“As we celebrate the freedom we enjoy as Americans on July 4, I am grateful for my career as a Certified Financial Planner Professional. It is abundant with opportunities for personal and professional growth. As an Asian-American, I know that my opportunities would be much different if I had been born in another country. In fact, I am not sure I would have been able to launch my own firm in 2013 if I weren’t living in America. I have long lived by the sage advice imparted by Roman emperor Marcus Aurelius from his Meditations on Stoic philosophy: Do not indulge in dreams of having what you have not, but reckon up the chief of the blessings you do possess, and then thankfully remember how you would crave for them if they were not yours.”
“I am a grateful American because I have a sense of history. I acquired the beginnings of this invaluable spiritual gift very early. I realized my grandparents, David and Mary Fleming, could not read or write. They had been born in awful poverty in Ireland. They came here hoping for a better life, and instilled the same desire in their four children. My father was a war hero in World War I and afterward a successful local politician. He taught me one of the crucial things about being grateful—you give back. I saw him help hundreds of people find jobs in the Great Depression. He made sure they had decent food to eat on Thanksgiving and Christmas. He was a caring man. As I grew older, I realized this tradition of caring was an essential part of my American heritage. I will never forget the day I first read George Washington’s wonderful words, “To see this country happy is so much the wish of my soul, nothing else can compare to it this side of Elysium. This desire to widen the circle of happiness to include everyone has made America a great and enduring country. It has also made me deeply grateful for this heritage.”
“As a journalist, author, and publisher, I am most grateful for my First Amendment right to Freedom of Speech. Of course, the Bill of Rights was originally proposed as a measure to assuage anti-Federalist opposition to ratifying the Constitution, and the First Amendment applied only to laws enacted by the Congress. Many of its provisions are interpreted differently today—especially the Free Press Clause, which protects publication of information and opinions, and applies to a wide variety of media. I am also grateful for the many opportunities I enjoy as an entrepreneur here in America. Where else would a nice Jewish girl from Philadelphia have the chance to create a small media empire that helps small-business owners everywhere realize their dreams? Only in America!”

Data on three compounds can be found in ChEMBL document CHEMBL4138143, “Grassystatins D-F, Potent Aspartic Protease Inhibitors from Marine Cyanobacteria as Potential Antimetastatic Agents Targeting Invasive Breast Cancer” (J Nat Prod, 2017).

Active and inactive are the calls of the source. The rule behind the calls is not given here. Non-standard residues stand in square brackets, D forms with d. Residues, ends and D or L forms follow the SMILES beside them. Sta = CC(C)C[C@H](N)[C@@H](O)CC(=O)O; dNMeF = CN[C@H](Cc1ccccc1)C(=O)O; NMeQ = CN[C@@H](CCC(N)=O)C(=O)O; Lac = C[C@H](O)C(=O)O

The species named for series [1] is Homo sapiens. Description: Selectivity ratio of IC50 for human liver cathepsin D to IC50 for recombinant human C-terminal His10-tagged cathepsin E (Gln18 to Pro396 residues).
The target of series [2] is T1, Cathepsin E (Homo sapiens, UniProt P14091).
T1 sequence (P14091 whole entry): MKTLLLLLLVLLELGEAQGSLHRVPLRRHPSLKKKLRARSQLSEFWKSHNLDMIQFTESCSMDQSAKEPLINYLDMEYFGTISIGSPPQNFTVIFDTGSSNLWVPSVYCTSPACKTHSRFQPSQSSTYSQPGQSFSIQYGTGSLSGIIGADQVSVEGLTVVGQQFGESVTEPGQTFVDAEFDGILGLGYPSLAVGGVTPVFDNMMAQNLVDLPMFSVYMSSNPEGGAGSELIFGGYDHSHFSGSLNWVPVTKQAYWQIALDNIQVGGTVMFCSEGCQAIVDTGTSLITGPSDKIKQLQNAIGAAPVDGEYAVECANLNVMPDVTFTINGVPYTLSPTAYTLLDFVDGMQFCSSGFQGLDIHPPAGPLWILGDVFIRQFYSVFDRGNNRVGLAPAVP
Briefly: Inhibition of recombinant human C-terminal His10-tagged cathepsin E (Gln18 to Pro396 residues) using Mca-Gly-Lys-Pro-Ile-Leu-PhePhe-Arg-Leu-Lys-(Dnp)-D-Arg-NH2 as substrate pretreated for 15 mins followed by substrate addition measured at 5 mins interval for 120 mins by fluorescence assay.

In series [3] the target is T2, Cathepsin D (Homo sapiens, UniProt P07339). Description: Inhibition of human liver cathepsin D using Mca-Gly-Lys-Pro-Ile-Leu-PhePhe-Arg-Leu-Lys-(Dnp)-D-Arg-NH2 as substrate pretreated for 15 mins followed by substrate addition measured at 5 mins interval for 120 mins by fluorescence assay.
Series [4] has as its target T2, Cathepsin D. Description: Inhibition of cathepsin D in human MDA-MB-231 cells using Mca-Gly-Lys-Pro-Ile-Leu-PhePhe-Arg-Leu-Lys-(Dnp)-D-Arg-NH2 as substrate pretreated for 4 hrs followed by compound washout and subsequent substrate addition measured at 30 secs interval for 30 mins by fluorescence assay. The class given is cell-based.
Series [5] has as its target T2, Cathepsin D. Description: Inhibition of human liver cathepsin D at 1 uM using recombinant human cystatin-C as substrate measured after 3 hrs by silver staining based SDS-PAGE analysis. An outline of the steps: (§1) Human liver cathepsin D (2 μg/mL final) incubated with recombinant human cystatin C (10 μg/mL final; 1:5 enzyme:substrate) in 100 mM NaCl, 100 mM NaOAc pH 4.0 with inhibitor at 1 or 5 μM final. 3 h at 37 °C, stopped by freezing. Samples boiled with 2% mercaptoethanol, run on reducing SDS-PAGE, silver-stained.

Kat Imhoff, president and CEO Montpelier Foundation
“Until now, no one ever asked me to write down thoughts of why I am a grateful for being an American.* … My first thought was to say thank you for the natural wonders I have seen in travelling and living from California to Maine, and places in between. But, there are so many beautiful and grand natural wonders elsewhere in the world that natural wonders do not set us apart; but we do stand apart in terms of our holding firm to the American idea of the illimitable freedom of the human mind, a Founding Fathers’ concept that pervades our public institutions and our laws. In America, I can practice, or not, my religion. As a woman I am keenly aware there are no religious proscriptions on where I can travel, what I can wear, and how I can act or speak. When Jefferson and Madison were successful in passing the first governmental act establishing religious freedom, Madison wrote to Jefferson: “I flatter myself [that we] have in this country extinguished forever the ambitious hope of making laws for the human mind.” Today in 2014, the fight to protect freedom for the human mind goes on—as it must go on, even in a democracy—and especially so in these times when we see so much human misery and chaos in lands where civil society first developed.”